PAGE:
In May 2016, the United States Labor Department passed a (so far) ill-fated overtime rule set to go into effect Dec. 1. The rule would raise the threshold of eligibility for overtime pay to employees earning $47,476, more than double the previous threshold of $23,660. But just one week before the rule was scheduled to go into effect, it was blocked by U.S. District Judge Amos Mazzant of the Eastern District of Texas, who stated that it was his belief that by setting an automatic salary increase for the entire country the Department of Labor “exceeds its delegated authority and ignores Congress’ intent.”
Mazzant’s action may have spared U.S. businesses millions in labor costs, but it has also opened a number of logistical concerns during the period in which the rule is debated. Tiffany Cahill, corporate director of human resources at Driftwood Hospitality Management, said the biggest task facing employers in the lead-up to the new overtime rule was ensuring all the company's associates were classified correctly.
“Some positions are trickier than others when determining exemptions,” Cahill said. “Sales managers are big, and making sure they were qualified for exemptions was important as 60 percent of the time they are out on the road. Changing them to nonexempt, and telling someone who has a career 20-plus years in the making that they have to go back to earning hourly, especially if they have an ego, was difficult but it had to be done.”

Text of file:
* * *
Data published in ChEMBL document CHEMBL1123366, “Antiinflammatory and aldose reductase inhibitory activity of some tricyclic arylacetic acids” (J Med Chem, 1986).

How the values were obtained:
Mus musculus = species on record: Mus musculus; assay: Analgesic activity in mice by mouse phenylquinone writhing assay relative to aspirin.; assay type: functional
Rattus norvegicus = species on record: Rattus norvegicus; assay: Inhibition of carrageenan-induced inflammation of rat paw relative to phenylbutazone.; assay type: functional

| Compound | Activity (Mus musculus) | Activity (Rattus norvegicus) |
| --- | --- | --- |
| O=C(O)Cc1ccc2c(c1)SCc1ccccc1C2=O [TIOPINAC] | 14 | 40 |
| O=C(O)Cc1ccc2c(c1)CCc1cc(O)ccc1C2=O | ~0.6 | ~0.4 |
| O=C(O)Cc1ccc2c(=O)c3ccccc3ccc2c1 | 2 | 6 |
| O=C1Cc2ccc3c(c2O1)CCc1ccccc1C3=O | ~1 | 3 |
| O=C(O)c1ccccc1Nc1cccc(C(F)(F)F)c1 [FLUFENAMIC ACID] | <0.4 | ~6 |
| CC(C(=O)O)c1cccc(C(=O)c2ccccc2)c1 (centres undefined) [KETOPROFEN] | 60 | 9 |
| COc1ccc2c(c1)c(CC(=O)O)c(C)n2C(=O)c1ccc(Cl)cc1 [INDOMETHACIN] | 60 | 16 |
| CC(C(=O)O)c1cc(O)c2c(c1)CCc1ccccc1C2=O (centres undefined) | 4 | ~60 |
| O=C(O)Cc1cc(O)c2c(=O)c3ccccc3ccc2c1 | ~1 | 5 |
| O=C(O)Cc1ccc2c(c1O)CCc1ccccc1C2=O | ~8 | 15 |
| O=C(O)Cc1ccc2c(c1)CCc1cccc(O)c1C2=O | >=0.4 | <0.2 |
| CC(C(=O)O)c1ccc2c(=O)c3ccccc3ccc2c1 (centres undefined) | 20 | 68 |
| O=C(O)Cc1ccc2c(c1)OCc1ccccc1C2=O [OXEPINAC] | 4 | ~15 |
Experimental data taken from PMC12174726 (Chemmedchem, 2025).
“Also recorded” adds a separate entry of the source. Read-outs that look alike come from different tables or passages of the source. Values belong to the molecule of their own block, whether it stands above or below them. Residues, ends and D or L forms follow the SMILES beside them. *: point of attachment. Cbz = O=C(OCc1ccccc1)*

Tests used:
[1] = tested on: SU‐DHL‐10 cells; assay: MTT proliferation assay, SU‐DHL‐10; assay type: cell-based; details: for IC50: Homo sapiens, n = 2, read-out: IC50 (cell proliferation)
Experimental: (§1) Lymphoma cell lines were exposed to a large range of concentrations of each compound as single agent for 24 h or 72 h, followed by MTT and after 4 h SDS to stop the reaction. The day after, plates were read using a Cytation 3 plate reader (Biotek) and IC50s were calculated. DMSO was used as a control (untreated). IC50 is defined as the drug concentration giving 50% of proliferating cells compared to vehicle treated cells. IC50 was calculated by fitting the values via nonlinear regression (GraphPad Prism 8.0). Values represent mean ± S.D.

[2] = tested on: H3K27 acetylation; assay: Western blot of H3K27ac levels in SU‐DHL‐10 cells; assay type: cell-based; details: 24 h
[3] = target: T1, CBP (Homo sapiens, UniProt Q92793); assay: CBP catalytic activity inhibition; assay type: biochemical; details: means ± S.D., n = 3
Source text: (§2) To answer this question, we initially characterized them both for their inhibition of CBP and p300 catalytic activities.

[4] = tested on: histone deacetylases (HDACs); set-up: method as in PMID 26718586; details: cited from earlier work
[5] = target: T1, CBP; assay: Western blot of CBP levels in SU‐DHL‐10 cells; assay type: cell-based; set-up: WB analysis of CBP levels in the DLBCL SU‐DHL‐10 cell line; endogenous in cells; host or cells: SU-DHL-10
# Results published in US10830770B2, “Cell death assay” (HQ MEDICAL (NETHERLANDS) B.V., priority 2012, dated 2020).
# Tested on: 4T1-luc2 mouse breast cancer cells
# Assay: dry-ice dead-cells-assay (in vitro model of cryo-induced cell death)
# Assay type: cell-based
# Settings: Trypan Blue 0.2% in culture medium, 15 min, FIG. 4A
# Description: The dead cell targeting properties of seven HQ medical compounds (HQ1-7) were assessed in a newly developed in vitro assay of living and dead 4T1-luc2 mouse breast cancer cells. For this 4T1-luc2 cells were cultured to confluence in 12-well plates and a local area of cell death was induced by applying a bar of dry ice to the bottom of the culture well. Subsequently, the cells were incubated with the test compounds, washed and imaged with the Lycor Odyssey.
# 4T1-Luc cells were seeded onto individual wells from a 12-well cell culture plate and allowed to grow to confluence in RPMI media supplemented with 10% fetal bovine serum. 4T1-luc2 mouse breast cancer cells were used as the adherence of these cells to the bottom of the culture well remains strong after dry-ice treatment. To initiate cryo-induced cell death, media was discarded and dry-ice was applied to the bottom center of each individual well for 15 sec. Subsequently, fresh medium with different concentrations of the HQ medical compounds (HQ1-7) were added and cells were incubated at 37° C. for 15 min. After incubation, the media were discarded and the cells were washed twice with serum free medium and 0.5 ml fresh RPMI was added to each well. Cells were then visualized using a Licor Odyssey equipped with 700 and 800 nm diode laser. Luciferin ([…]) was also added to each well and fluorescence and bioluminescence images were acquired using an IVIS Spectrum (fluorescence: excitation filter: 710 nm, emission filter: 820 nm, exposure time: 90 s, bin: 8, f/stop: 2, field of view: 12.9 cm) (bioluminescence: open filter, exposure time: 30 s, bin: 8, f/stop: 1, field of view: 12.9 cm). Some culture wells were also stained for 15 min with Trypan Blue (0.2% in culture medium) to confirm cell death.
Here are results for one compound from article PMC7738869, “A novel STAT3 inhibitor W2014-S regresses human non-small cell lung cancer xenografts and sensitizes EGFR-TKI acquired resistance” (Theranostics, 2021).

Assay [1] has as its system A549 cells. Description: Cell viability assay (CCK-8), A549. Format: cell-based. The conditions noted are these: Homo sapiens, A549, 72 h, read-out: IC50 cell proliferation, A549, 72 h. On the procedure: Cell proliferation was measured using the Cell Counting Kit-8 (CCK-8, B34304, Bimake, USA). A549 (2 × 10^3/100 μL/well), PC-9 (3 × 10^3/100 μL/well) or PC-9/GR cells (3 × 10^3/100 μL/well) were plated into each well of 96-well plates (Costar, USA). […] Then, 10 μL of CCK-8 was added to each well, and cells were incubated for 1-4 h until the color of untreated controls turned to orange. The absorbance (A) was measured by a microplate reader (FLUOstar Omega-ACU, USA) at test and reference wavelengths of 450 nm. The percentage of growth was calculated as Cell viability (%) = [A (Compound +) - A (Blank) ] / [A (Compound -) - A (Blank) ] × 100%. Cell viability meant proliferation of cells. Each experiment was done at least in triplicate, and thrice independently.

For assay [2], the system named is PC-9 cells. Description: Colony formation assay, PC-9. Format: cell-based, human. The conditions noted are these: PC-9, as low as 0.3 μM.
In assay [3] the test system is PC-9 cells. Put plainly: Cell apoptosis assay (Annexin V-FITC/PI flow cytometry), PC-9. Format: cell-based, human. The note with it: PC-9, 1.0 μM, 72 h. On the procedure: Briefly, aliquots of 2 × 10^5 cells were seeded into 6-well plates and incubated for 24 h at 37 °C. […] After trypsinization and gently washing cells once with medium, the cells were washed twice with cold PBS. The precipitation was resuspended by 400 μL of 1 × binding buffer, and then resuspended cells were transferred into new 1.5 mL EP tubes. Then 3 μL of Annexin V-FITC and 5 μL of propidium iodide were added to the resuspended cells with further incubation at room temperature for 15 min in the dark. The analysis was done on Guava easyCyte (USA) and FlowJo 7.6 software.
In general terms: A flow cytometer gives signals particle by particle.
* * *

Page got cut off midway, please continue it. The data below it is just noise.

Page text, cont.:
Cahill said it would be easier for operators to manage payroll if employees were exempt from the overtime rulings, but she also said preparing for compliance with the rule has been thorough throughout the past year. Employees had questions and concerns then, and now with the new rule stalled (and its future very much unknown), the questions are going to come back. “The Department of Labor has checked into the overtime issue before, and some hotels have owed thousands of dollars in back pay,” she said. “Keep up with the Fair Labor Standards Act and other labor laws, come to these conversations ready to talk, be there if employees have any concerns and, most of all, listen.”
The biggest challenge the industry faces this year is turnover and recruiting because of the number of line-level positions, Cahill said. “Properties located in some secondary and tertiary markets have employee pools that aren’t very large, so thinking outside of the box to make ourselves more attractive is our challenge,” she said.
Cahill said at this point employees should be notified whether they have been brought up to nonexempt pay levels or forced into hourly positions for the sake of timekeeping. Most of all, hotels should maintain a human approach to the process.
“Give employees the tools to understand what is happening to their positions,” she said. “Make them aware of existing legislation, and let them know why they have to begin swiping in and out if they are not exempt.”